“Star Wars: The Force Awakens” (2015) is the seventh Star Wars film, the first one made in ten years, and, arguably, the best one made in over 30 years. J.J. Abrams directs, not George Lucas, which is probably for the better.
Box office: It made a billion dollars in just 12 days, a record. It cost $200 million to make.
Star Wars films to date:
- 1977: Star Wars
- 1980: The Empire Strikes Back
- 1983: Return of the Jedi
- 1999: The Phantom Menace
- 2002: Attack of the Clones
- 2005: Revenge of the Sith
- 2015: The Force Awakens
New ones are set to come out in 2017 and 2019.
The plot is pretty much like the first Star Wars film, more than you would expect, but the special effects are better and the cast is a bit more diverse. The two main heroes are not the usual White men: Rey (Daisy Ridley) is a White woman and Finn (John Boyega) is a Black man.
Two other new characters: BB-8, a droid, and Kylo Ren (Adam Driver), the main bad guy. He is the wayward son of Han Solo and Princess Leia.
Because the action takes place just 30 years after the first three films, tons of old favourites appear: Han Solo, Chewbacca, Princess Leia (now a general), R2-D2, C-3PO, Luke Skywalker and even that piece of junk, the Millennium Falcon.
Race: At the start of the film, Finn was, in effect, a janitor. Groan. But he goes on to save the galaxy. While he is at it, he avoids at least four racist tropes:
- Black Dude Dies First – even though I knew, from People magazine, that he was one of the heroes, I was still afraid he was going to die 20 minutes into the film. Hollywood has me that conditioned. But, amazingly, after he crashes onto the desert world of Jakku, he walks away from the spacecraft alive, but not the White guy he was with!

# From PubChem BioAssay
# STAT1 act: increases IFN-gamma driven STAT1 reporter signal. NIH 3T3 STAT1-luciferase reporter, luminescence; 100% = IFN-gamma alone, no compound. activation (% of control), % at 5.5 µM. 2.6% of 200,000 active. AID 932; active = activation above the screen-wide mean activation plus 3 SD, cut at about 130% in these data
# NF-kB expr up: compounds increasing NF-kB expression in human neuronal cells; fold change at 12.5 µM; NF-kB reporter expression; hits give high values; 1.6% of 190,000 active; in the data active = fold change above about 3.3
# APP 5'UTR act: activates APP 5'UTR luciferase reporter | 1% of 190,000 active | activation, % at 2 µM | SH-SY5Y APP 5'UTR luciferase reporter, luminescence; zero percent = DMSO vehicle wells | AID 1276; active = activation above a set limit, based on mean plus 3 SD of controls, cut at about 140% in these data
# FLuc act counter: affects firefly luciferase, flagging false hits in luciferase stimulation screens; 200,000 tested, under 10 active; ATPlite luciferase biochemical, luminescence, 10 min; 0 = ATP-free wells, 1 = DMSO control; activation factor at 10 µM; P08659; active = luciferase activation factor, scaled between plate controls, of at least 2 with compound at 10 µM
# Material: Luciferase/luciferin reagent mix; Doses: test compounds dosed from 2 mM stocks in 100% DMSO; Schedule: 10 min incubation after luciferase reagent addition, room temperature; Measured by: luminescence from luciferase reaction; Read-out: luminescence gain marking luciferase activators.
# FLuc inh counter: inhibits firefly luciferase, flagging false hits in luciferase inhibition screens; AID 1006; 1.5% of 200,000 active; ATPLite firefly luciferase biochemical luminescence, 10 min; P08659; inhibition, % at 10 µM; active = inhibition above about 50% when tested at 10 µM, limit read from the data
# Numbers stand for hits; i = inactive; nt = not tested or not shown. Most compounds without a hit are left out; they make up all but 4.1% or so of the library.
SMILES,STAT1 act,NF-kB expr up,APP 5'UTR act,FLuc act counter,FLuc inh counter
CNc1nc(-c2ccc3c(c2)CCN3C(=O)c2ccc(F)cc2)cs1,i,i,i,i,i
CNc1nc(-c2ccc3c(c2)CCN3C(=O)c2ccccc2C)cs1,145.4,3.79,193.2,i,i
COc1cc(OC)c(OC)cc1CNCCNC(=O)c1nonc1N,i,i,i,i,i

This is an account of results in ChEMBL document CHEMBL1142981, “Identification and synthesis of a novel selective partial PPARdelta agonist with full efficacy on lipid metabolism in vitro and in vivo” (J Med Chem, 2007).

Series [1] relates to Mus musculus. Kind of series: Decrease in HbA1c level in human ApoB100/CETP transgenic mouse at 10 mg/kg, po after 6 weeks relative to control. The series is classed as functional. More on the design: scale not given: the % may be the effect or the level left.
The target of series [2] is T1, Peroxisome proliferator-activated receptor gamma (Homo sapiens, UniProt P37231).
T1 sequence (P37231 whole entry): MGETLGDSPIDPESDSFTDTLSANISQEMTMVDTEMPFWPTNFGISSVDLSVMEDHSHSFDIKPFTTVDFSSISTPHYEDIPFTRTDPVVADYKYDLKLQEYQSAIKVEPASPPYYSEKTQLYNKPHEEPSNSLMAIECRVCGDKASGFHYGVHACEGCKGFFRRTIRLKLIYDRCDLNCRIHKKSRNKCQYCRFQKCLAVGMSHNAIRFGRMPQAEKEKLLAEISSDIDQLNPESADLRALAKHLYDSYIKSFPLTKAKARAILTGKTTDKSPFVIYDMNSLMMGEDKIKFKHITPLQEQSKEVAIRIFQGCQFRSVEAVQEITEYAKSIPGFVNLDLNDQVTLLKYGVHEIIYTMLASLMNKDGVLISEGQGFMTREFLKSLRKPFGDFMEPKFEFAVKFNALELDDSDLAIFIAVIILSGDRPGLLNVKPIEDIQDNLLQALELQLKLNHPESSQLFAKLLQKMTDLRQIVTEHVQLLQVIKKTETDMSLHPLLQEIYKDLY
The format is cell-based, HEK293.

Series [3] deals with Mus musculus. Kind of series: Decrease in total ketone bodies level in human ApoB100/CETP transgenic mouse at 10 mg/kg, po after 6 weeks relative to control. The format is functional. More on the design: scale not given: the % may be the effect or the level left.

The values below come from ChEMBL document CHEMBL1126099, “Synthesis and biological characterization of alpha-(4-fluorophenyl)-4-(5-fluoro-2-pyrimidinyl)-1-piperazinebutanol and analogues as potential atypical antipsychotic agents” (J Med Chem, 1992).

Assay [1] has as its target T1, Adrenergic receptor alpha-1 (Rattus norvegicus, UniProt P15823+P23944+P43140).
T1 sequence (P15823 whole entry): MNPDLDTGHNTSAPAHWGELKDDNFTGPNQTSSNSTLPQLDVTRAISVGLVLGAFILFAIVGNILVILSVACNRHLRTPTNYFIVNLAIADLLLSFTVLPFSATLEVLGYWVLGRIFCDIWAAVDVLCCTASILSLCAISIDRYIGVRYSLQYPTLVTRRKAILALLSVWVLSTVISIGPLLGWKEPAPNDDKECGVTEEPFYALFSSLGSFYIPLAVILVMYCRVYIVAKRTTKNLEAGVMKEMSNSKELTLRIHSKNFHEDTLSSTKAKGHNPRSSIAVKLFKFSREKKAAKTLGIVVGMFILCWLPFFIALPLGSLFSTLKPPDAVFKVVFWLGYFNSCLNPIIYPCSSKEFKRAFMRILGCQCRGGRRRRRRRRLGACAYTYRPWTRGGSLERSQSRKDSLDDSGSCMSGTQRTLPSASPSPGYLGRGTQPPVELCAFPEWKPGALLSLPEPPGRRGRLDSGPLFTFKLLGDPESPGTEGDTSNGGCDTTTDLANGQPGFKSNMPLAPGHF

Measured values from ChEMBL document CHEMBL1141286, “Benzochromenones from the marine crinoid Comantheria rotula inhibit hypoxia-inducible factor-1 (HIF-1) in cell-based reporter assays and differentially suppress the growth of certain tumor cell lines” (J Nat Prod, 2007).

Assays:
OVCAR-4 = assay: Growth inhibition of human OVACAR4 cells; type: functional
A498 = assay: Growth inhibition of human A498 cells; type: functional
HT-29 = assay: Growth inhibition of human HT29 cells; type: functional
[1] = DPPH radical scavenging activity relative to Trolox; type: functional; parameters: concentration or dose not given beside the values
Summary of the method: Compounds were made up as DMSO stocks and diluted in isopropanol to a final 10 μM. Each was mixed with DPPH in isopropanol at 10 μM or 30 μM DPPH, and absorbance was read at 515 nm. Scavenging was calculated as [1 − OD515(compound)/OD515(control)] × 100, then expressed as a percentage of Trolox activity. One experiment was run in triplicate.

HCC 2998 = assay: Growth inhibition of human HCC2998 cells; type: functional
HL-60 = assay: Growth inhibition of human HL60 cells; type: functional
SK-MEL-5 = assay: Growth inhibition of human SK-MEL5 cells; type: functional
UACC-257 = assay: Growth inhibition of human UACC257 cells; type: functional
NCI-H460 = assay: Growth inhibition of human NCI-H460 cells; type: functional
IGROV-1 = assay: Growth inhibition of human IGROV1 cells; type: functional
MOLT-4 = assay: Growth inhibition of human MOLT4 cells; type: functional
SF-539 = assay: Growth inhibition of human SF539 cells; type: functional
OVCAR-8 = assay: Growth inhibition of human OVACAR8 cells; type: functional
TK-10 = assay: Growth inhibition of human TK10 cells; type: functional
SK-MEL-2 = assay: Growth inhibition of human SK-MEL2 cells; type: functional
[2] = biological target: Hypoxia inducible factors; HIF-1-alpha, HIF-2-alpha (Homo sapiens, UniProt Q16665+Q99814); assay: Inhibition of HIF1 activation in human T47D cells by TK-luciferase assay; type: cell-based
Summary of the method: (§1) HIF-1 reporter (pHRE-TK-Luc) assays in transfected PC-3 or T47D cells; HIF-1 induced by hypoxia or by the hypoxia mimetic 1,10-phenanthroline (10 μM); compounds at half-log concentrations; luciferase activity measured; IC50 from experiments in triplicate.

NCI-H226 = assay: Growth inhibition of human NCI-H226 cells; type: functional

- Black Best Friend – he does not become Rey’s sidekick, nor does she become his.
- Mock Ebonics – Thank God!
- Noble but Boring Negro – He does not have an actual love life or family life, but he does show moral complexity, being torn between good and evil, between looking out for himself and saving others.
But the film falls into a fifth trope, common in Hollywood and science fiction:
- Humans are White – Finn is a token: all the other main human characters are White!!! (Reminder: only one human in six is White.) The film, therefore, fails the Bechdel Test for Race big-time.
Maz Kanata, an alien who runs a cantina in an old castle on Takodana, sounded like a Black woman to me. Since there are not many Black women in Hollywood, I tried to place her accent. It turned out to be Lupita Nyong’o!
I saw it in 3D, not IMAX. The 3D was good for battle scenes and the 3D maps, but otherwise it drew too much attention to itself.
On the whole, the film was enjoyable but came off as a remix of the first one.
– Abagond, 2016.
- Lupita Nyong’o
- Hollywood whitewashing
- Mock Ebonics
- Bechdel Test for Race
- How to tell if a character is a stereotype
- What if there were a Black Default?